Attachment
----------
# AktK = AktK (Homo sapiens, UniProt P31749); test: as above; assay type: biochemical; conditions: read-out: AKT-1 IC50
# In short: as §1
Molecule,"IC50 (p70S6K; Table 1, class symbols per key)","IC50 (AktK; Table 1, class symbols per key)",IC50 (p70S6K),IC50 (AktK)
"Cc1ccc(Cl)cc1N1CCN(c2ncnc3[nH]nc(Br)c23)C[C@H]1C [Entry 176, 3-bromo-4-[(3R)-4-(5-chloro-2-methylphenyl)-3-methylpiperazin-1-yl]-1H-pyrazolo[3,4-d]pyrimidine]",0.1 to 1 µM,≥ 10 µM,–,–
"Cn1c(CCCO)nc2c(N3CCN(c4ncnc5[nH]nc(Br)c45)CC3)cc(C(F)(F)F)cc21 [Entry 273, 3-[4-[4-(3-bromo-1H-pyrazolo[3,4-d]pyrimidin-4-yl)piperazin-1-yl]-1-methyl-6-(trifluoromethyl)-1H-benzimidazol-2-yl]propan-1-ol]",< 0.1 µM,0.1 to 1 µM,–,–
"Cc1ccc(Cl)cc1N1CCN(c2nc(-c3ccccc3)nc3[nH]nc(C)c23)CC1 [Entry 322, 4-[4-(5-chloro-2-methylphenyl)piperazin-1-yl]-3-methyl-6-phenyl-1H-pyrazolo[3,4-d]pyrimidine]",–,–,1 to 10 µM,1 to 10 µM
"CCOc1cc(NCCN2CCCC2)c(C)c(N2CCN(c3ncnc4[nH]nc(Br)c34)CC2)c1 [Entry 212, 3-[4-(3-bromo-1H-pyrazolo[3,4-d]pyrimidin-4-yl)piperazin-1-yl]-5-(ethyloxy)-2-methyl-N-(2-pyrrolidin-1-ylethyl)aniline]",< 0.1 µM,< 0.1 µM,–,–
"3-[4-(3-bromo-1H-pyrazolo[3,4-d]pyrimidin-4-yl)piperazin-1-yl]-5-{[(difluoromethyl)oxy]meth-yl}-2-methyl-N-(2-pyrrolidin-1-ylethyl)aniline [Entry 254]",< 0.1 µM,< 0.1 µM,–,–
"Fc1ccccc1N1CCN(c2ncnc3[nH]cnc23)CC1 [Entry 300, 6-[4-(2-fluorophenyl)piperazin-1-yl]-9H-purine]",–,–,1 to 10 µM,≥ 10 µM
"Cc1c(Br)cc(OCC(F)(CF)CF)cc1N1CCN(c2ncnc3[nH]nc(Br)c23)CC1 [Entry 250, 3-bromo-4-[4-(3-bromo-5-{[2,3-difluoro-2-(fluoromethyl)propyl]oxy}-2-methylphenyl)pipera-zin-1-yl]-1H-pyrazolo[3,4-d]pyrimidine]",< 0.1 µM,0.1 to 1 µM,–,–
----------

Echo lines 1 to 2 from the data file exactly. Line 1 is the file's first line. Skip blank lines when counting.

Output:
# AktK = AktK (Homo sapiens, UniProt P31749); test: as above; assay type: biochemical; conditions: read-out: AKT-1 IC50
# In short: as §1